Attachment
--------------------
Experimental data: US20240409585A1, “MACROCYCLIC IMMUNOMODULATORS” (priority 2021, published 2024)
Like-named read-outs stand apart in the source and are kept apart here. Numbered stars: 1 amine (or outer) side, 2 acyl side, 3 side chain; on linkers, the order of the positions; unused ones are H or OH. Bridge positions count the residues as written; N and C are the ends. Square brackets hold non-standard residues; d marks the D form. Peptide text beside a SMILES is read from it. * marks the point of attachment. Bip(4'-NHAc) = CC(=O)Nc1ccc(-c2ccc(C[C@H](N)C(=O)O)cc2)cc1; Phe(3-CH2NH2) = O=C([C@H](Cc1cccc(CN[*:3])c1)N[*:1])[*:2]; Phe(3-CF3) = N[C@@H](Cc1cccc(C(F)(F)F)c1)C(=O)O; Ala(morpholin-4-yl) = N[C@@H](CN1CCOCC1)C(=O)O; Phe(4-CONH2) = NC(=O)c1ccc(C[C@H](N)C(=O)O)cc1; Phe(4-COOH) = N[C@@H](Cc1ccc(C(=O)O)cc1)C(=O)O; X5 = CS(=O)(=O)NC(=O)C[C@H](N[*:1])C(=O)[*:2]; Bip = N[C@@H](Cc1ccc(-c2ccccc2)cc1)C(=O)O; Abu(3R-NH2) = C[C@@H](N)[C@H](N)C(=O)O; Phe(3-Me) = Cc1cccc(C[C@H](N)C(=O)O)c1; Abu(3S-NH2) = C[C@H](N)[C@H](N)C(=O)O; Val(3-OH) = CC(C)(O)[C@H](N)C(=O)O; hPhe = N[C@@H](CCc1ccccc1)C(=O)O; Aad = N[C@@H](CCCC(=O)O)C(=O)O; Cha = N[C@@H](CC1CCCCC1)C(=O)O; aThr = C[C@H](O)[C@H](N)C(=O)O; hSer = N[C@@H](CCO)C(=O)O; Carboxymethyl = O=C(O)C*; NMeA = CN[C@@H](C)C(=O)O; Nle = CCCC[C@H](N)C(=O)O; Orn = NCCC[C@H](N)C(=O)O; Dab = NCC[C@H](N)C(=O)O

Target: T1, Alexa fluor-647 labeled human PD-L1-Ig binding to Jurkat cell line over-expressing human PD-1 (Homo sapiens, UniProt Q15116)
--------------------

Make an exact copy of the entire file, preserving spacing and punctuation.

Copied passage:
Experimental data: US20240409585A1, “MACROCYCLIC IMMUNOMODULATORS” (priority 2021, published 2024)
Like-named read-outs stand apart in the source and are kept apart here. Numbered stars: 1 amine (or outer) side, 2 acyl side, 3 side chain; on linkers, the order of the positions; unused ones are H or OH. Bridge positions count the residues as written; N and C are the ends. Square brackets hold non-standard residues; d marks the D form. Peptide text beside a SMILES is read from it. * marks the point of attachment. Bip(4'-NHAc) = CC(=O)Nc1ccc(-c2ccc(C[C@H](N)C(=O)O)cc2)cc1; Phe(3-CH2NH2) = O=C([C@H](Cc1cccc(CN[*:3])c1)N[*:1])[*:2]; Phe(3-CF3) = N[C@@H](Cc1cccc(C(F)(F)F)c1)C(=O)O; Ala(morpholin-4-yl) = N[C@@H](CN1CCOCC1)C(=O)O; Phe(4-CONH2) = NC(=O)c1ccc(C[C@H](N)C(=O)O)cc1; Phe(4-COOH) = N[C@@H](Cc1ccc(C(=O)O)cc1)C(=O)O; X5 = CS(=O)(=O)NC(=O)C[C@H](N[*:1])C(=O)[*:2]; Bip = N[C@@H](Cc1ccc(-c2ccccc2)cc1)C(=O)O; Abu(3R-NH2) = C[C@@H](N)[C@H](N)C(=O)O; Phe(3-Me) = Cc1cccc(C[C@H](N)C(=O)O)c1; Abu(3S-NH2) = C[C@H](N)[C@H](N)C(=O)O; Val(3-OH) = CC(C)(O)[C@H](N)C(=O)O; hPhe = N[C@@H](CCc1ccccc1)C(=O)O; Aad = N[C@@H](CCCC(=O)O)C(=O)O; Cha = N[C@@H](CC1CCCCC1)C(=O)O; aThr = C[C@H](O)[C@H](N)C(=O)O; hSer = N[C@@H](CCO)C(=O)O; Carboxymethyl = O=C(O)C*; NMeA = CN[C@@H](C)C(=O)O; Nle = CCCC[C@H](N)C(=O)O; Orn = NCCC[C@H](N)C(=O)O; Dab = NCC[C@H](N)C(=O)O

Target: T1, Alexa fluor-647 labeled human PD-L1-Ig binding to Jurkat cell line over-expressing human PD-1 (Homo sapiens, UniProt Q15116)